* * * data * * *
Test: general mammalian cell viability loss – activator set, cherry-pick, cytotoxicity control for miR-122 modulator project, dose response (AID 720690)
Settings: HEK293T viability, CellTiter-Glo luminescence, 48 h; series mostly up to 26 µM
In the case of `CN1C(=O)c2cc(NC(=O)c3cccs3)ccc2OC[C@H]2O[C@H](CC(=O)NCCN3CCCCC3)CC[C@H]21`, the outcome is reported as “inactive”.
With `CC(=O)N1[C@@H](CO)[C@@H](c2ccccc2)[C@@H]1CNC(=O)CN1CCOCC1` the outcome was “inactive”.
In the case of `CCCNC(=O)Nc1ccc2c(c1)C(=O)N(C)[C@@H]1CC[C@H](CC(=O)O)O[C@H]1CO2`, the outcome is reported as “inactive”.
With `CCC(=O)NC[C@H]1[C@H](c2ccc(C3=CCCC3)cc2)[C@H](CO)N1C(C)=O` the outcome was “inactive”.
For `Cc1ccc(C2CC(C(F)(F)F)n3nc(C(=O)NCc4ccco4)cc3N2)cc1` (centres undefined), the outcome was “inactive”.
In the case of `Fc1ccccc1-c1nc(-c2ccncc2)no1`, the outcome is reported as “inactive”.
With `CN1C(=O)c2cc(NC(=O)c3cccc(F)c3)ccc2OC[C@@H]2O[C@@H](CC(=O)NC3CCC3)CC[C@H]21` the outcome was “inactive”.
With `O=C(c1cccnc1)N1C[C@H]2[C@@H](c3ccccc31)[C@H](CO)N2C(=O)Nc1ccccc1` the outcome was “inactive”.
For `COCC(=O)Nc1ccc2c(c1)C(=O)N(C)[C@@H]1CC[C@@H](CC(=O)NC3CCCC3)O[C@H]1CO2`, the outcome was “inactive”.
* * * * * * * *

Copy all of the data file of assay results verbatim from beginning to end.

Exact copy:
Test: general mammalian cell viability loss – activator set, cherry-pick, cytotoxicity control for miR-122 modulator project, dose response (AID 720690)
Settings: HEK293T viability, CellTiter-Glo luminescence, 48 h; series mostly up to 26 µM
In the case of `CN1C(=O)c2cc(NC(=O)c3cccs3)ccc2OC[C@H]2O[C@H](CC(=O)NCCN3CCCCC3)CC[C@H]21`, the outcome is reported as “inactive”.
With `CC(=O)N1[C@@H](CO)[C@@H](c2ccccc2)[C@@H]1CNC(=O)CN1CCOCC1` the outcome was “inactive”.
In the case of `CCCNC(=O)Nc1ccc2c(c1)C(=O)N(C)[C@@H]1CC[C@H](CC(=O)O)O[C@H]1CO2`, the outcome is reported as “inactive”.
With `CCC(=O)NC[C@H]1[C@H](c2ccc(C3=CCCC3)cc2)[C@H](CO)N1C(C)=O` the outcome was “inactive”.
For `Cc1ccc(C2CC(C(F)(F)F)n3nc(C(=O)NCc4ccco4)cc3N2)cc1` (centres undefined), the outcome was “inactive”.
In the case of `Fc1ccccc1-c1nc(-c2ccncc2)no1`, the outcome is reported as “inactive”.
With `CN1C(=O)c2cc(NC(=O)c3cccc(F)c3)ccc2OC[C@@H]2O[C@@H](CC(=O)NC3CCC3)CC[C@H]21` the outcome was “inactive”.
With `O=C(c1cccnc1)N1C[C@H]2[C@@H](c3ccccc31)[C@H](CO)N2C(=O)Nc1ccccc1` the outcome was “inactive”.
For `COCC(=O)Nc1ccc2c(c1)C(=O)N(C)[C@@H]1CC[C@@H](CC(=O)NC3CCCC3)O[C@H]1CO2`, the outcome was “inactive”.